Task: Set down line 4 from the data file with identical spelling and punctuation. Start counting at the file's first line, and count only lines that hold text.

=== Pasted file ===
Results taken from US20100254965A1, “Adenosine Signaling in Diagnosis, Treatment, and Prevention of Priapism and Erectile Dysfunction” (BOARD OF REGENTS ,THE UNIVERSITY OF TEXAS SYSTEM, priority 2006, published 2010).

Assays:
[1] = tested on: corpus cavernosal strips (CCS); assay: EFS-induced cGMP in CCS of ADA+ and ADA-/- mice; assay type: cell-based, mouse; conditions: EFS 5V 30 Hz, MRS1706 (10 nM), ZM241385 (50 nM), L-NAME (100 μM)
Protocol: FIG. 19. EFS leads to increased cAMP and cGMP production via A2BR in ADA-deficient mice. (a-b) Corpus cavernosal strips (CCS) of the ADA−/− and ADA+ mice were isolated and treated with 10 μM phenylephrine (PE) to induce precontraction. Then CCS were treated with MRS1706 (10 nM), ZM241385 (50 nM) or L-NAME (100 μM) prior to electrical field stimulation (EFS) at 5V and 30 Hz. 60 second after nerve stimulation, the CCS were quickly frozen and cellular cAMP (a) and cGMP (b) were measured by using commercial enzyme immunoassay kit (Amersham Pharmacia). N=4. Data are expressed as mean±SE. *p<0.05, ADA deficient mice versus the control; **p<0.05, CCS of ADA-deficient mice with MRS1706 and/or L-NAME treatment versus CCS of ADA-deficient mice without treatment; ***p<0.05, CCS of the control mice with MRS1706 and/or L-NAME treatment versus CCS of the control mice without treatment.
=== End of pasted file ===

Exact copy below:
Protocol: FIG. 19. EFS leads to increased cAMP and cGMP production via A2BR in ADA-deficient mice. (a-b) Corpus cavernosal strips (CCS) of the ADA−/− and ADA+ mice were isolated and treated with 10 μM phenylephrine (PE) to induce precontraction. Then CCS were treated with MRS1706 (10 nM), ZM241385 (50 nM) or L-NAME (100 μM) prior to electrical field stimulation (EFS) at 5V and 30 Hz. 60 second after nerve stimulation, the CCS were quickly frozen and cellular cAMP (a) and cGMP (b) were measured by using commercial enzyme immunoassay kit (Amersham Pharmacia). N=4. Data are expressed as mean±SE. *p<0.05, ADA deficient mice versus the control; **p<0.05, CCS of ADA-deficient mice with MRS1706 and/or L-NAME treatment versus CCS of ADA-deficient mice without treatment; ***p<0.05, CCS of the control mice with MRS1706 and/or L-NAME treatment versus CCS of the control mice without treatment.